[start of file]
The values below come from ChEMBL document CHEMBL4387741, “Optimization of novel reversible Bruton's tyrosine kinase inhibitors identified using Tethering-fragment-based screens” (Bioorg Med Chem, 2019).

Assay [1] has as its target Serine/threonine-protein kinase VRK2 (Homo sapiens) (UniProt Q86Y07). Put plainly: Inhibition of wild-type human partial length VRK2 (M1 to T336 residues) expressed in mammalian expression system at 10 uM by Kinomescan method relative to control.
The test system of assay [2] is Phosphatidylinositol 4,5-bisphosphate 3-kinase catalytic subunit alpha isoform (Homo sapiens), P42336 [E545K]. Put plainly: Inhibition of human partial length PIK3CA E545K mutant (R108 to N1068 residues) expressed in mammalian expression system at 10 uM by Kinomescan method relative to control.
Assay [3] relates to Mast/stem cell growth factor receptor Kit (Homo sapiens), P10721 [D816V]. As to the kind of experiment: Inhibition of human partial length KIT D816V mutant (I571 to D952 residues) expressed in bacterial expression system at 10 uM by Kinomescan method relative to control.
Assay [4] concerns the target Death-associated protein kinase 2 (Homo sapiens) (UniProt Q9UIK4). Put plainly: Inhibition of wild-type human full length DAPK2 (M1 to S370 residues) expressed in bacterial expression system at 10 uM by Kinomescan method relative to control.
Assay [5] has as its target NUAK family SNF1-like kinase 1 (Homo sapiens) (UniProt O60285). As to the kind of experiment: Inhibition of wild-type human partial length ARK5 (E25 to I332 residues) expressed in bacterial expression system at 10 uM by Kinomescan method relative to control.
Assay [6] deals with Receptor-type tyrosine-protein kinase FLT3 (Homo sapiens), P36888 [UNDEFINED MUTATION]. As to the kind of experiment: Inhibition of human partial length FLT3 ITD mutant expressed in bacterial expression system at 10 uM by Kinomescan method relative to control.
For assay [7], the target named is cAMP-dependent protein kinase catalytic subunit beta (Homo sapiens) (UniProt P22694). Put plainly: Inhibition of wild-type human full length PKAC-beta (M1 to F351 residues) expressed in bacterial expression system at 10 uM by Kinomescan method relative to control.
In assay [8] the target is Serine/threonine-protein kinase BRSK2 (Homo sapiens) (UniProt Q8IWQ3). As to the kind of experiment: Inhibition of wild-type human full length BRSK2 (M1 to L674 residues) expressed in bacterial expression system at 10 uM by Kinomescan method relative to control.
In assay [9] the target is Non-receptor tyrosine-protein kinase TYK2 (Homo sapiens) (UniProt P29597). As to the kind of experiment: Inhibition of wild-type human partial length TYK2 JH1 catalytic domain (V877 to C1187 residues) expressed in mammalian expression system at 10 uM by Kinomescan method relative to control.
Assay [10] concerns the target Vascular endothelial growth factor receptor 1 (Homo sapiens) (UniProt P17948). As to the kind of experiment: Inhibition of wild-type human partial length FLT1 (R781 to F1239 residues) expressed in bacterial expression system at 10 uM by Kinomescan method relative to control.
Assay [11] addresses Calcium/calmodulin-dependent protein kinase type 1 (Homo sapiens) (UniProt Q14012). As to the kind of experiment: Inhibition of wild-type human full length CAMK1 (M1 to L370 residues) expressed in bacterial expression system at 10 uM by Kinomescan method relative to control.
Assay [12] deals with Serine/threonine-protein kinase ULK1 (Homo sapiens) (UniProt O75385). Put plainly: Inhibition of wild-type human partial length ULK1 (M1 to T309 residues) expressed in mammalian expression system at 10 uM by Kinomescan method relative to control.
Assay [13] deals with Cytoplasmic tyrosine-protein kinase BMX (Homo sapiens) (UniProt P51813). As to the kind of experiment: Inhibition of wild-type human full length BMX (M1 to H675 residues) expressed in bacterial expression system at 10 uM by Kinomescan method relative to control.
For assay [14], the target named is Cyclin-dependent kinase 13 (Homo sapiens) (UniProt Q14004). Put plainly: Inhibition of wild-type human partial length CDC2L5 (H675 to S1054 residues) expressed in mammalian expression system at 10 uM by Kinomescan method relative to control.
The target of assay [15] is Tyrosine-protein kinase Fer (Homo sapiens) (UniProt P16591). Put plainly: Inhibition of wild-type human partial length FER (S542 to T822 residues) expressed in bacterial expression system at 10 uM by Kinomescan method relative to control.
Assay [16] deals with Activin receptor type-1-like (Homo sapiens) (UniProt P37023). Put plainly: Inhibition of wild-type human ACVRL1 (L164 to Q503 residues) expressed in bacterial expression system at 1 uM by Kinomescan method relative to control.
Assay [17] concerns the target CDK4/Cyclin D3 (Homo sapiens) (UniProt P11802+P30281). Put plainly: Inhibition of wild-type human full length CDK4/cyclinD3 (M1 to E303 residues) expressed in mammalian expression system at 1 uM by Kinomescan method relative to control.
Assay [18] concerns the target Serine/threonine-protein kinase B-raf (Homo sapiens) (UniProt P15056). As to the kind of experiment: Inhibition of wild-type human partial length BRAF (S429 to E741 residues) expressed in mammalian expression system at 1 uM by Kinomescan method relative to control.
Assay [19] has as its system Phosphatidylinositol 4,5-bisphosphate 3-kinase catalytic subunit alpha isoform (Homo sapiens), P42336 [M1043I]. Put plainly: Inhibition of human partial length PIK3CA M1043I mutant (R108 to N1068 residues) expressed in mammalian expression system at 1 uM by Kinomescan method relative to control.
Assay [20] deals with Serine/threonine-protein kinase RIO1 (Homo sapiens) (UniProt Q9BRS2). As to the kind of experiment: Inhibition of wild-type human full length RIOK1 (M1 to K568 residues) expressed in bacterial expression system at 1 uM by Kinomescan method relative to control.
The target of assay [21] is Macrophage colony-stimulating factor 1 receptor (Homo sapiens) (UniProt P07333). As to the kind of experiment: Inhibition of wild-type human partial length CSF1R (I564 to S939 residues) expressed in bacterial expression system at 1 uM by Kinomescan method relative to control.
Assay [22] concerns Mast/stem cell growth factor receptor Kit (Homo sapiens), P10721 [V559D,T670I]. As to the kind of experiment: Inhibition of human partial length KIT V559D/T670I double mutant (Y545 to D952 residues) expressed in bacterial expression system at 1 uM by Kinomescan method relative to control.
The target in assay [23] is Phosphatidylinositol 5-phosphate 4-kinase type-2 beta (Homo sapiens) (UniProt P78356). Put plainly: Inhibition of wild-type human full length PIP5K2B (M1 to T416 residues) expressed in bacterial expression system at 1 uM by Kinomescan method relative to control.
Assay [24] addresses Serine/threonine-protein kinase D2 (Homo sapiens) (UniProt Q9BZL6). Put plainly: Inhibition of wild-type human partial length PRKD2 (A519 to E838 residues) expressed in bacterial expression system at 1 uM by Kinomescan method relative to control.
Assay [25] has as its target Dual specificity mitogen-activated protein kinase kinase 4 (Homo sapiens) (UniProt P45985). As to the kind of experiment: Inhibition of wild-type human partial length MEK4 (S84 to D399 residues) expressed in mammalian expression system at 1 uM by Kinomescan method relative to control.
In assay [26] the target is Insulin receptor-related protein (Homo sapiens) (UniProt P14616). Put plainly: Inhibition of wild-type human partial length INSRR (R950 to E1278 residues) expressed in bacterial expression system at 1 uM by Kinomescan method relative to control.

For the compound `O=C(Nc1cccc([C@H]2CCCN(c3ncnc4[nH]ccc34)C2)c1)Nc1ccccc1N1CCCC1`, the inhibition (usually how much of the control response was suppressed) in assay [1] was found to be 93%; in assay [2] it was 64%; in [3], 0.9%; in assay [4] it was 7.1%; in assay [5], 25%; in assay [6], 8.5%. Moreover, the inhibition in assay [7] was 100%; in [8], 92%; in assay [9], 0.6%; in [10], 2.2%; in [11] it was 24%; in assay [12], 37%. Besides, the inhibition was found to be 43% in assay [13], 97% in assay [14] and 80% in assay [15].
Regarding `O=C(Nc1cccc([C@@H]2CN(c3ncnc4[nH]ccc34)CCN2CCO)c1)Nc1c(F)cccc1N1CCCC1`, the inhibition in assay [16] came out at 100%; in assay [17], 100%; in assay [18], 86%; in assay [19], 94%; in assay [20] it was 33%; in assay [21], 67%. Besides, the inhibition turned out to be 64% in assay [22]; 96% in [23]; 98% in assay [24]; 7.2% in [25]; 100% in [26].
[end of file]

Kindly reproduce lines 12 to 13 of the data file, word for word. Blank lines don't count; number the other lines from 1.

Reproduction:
Assay [11] addresses Calcium/calmodulin-dependent protein kinase type 1 (Homo sapiens) (UniProt Q14012). As to the kind of experiment: Inhibition of wild-type human full length CAMK1 (M1 to L370 residues) expressed in bacterial expression system at 10 uM by Kinomescan method relative to control.
Assay [12] deals with Serine/threonine-protein kinase ULK1 (Homo sapiens) (UniProt O75385). Put plainly: Inhibition of wild-type human partial length ULK1 (M1 to T309 residues) expressed in mammalian expression system at 10 uM by Kinomescan method relative to control.